In 2009, the PGA nominated Paramount’s Star Trek ($257 million domestically) and Warner Bros.’ Invictus ($37), whereas the Academy opted instead for Warner’a The Blind Side ($255 million), yes, but also Focus’ A Serious Man ($9 million). In 2010, the PGA nominated Warner’s The Town ($92 million), whereas the Academy chose Roadside’s Winter’s Bone ($6 million). In 2011, the PGA nominated Universal’s Bridesmaids ($169 million) and Sony’s The Girl With the Dragon Tattoo ($103 million), plus Sony’s The Ides of March ($41 million ), while the Academy went for The Tree of Life ($13 million) and Extremely Loud and Incredibly Close ($32 million). And in 2012, the PGA nominated Focus’ Moonrise Kingdom ($46 million ) and Sony’s Skyfall ($304 million), but the Academy filled out its list with Sony Pictures Classics’ Amour ($7 million) instead.
Producers often measure the performance of a movie by its bottom line, so that explains their preferences. But today’s noms shouldn’t be interpreted as a best picture Oscar death-knell for some of the smaller, specialty movies like All Is Lost ($6 million), Before Midnight ($8 million), Enough Said ($18 million), Fruitvale Station ($16 million), Inside Llewyn Davis ($6 million) and Philomena ($18 million) that are still hoping to get best picture attention from the Academy.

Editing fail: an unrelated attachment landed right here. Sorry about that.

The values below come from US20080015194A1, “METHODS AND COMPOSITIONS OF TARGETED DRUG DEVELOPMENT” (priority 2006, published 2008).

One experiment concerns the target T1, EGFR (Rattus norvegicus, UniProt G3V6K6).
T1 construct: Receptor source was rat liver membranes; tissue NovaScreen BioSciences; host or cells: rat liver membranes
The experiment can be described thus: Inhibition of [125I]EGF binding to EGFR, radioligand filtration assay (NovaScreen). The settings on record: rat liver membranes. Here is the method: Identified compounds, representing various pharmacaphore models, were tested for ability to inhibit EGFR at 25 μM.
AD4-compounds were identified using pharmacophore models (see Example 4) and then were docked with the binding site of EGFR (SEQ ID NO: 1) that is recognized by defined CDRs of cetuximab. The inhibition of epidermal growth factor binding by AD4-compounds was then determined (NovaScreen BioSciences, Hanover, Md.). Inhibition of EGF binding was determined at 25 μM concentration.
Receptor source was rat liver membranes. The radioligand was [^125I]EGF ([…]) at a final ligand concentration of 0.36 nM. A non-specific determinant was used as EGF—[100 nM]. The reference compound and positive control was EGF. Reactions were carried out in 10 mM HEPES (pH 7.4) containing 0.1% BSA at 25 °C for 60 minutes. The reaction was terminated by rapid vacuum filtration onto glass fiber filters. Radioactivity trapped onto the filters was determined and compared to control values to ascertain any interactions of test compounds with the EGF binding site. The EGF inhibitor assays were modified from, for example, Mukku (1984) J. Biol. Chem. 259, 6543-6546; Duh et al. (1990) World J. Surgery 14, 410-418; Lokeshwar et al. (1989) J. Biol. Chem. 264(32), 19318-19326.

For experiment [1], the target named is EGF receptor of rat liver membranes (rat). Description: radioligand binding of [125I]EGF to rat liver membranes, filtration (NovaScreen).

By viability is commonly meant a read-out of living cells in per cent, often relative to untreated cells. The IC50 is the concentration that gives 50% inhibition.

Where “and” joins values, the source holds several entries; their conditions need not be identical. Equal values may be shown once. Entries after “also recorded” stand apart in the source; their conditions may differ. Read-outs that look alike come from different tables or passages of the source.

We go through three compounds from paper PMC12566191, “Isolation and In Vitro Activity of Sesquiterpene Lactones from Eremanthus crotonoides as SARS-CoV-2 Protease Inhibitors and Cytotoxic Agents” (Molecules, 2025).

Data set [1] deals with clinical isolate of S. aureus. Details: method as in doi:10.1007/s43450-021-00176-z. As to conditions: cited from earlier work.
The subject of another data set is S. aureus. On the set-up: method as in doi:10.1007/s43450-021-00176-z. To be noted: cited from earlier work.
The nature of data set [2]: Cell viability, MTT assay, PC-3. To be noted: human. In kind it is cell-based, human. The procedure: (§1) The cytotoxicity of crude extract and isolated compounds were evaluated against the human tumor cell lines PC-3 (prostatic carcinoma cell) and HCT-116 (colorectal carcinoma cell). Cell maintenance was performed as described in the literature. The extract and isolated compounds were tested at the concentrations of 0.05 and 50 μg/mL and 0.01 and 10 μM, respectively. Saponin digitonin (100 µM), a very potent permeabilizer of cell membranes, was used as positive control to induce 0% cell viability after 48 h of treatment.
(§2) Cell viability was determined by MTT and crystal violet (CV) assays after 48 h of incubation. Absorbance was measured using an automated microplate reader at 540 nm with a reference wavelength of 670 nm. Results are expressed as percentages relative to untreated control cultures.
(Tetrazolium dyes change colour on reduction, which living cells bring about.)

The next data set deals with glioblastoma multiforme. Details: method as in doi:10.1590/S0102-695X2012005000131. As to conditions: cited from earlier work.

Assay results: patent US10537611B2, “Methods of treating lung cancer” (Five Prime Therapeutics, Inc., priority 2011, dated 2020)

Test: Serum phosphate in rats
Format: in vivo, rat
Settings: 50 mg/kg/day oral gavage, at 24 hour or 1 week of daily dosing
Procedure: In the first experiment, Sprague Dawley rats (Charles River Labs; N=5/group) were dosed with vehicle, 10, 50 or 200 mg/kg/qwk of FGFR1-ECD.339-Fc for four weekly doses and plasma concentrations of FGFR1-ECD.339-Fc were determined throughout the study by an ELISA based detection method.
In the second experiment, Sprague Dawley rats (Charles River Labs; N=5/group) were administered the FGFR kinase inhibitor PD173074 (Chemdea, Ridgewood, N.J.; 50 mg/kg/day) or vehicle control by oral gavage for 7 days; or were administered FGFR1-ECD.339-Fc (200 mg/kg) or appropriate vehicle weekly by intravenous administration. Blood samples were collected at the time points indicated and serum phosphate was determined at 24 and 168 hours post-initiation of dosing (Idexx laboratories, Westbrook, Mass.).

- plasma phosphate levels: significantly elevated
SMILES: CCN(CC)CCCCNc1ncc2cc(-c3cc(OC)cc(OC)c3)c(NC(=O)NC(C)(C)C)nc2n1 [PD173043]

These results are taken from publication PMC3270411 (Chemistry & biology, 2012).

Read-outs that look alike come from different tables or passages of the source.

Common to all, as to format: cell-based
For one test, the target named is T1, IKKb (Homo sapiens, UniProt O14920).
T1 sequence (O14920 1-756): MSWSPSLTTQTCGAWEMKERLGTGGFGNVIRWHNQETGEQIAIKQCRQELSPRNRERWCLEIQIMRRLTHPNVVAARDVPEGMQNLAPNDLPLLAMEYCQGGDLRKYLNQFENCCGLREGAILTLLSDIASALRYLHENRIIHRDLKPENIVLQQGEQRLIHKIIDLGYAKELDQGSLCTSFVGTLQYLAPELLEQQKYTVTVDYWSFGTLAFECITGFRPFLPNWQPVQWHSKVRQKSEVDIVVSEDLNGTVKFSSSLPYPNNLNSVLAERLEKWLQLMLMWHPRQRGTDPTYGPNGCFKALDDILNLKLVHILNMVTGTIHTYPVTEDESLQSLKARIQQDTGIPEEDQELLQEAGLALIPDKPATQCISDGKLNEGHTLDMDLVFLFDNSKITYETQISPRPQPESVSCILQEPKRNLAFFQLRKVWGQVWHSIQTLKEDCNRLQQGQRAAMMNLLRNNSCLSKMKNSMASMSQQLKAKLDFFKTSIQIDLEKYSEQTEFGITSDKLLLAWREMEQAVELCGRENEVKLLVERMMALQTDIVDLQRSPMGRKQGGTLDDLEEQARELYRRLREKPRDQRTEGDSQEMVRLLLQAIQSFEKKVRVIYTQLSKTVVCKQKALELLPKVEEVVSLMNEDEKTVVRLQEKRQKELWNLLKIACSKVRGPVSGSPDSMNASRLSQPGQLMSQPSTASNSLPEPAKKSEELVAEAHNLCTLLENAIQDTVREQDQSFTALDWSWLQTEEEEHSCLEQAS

On the other hand, it could spell trouble for some of the other hopefuls that did attract a sizeable audience — like The Butler, which collected $116 million. And it means some of the other studio releases that haven’t turned into blockbusters — like Prisoners ($61 million), Rush ($27 million) and The Secret Life of Walter Mitty ($35.5 million) — are in danger. If they couldn’t swing it with the PGA, it’s hard to see them winning over the Academy.
A couple of other movies, Osage County (which Harvey Weinstein personally produced along with George Clooney and others) and Lone Survivor (the producers of which include Mark Wahlberg), have not yet gone into wide release, so their prospects remain fluid. But, certainly, a PGA nom wouldn’t have hurt.
Whichever film ends up winning the PGA Award, which has been presented annually since 1990, will be one step closer to a best picture Oscar win: 17 of the PGA’s 24 previous winners (71 percent) went on to win the best picture Academy Award, including each of the last five, from 2008’s Slumdog Millionaire through The Hurt Locker, The King’s Speech, and The Artist to 2012’s Argo.
While Slumdog, The Artist and Argo were all widely anticipated winners, Hurt Locker and King’s Speech were both facing uphill climbs — they had been beaten at several earlier awards shows like the Golden Globes by Avatar and The Social Network, respectively — when they were recognized with the PGA Award, which marked the beginning of a turnaround in their fortunes.
The PGA Awards are the first major guild-hosted ceremony on the awards calendar. That means that they are the first to offer some sort of indication of how people who actually make movies — unlike Globes or Critics’ Choice voters, but like Academy voters — feel about the year’s contenders. In other words, until the PGA declares a winner, nobody can really make predictions about the eventual Oscar winner with any real degree of confidence.